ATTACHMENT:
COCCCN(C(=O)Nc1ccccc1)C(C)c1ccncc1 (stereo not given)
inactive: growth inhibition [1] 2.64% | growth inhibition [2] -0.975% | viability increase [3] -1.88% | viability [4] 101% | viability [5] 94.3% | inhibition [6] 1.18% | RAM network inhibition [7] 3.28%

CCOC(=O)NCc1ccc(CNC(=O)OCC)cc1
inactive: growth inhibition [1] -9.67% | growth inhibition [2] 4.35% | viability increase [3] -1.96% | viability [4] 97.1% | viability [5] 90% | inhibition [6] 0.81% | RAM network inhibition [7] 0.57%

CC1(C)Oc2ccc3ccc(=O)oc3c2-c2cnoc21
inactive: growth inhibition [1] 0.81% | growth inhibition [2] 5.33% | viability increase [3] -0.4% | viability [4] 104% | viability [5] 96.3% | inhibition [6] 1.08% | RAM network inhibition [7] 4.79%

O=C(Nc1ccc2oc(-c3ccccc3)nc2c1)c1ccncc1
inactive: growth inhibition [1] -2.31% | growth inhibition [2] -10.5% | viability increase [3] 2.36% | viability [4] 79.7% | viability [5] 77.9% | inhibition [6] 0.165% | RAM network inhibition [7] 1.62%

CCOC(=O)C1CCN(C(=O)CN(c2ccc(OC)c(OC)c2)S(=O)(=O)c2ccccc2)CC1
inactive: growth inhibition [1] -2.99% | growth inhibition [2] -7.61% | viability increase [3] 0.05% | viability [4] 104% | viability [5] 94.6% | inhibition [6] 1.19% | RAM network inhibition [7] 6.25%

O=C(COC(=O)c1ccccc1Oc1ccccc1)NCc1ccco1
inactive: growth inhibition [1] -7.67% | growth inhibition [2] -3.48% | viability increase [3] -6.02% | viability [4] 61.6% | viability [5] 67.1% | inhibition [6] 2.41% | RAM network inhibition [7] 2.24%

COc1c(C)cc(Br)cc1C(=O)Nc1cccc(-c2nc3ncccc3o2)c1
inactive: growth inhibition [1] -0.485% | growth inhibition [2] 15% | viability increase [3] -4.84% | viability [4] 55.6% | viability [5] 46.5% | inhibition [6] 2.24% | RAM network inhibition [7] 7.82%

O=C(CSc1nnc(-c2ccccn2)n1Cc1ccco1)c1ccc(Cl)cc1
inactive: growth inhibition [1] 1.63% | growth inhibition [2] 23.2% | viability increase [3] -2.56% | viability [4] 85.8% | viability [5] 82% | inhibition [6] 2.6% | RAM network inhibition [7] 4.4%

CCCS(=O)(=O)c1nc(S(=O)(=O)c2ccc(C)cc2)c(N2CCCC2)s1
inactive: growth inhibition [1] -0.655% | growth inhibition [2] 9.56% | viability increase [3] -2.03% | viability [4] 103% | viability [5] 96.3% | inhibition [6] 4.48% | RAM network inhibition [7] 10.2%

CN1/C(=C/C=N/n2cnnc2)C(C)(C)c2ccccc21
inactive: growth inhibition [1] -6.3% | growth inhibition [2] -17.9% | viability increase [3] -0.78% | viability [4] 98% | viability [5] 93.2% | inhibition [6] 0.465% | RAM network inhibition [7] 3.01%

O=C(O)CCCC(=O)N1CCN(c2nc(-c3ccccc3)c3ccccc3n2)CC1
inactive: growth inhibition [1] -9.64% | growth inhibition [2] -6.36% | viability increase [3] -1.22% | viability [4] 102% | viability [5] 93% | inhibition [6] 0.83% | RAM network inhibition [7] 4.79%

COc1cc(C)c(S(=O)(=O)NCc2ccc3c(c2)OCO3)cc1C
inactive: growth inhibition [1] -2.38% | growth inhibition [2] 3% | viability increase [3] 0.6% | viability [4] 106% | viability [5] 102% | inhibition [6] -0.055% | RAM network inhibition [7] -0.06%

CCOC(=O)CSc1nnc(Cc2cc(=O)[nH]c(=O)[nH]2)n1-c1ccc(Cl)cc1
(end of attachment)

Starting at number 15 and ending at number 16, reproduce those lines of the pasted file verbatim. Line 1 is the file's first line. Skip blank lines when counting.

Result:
O=C(CSc1nnc(-c2ccccn2)n1Cc1ccco1)c1ccc(Cl)cc1
inactive: growth inhibition [1] 1.63% | growth inhibition [2] 23.2% | viability increase [3] -2.56% | viability [4] 85.8% | viability [5] 82% | inhibition [6] 2.6% | RAM network inhibition [7] 4.4%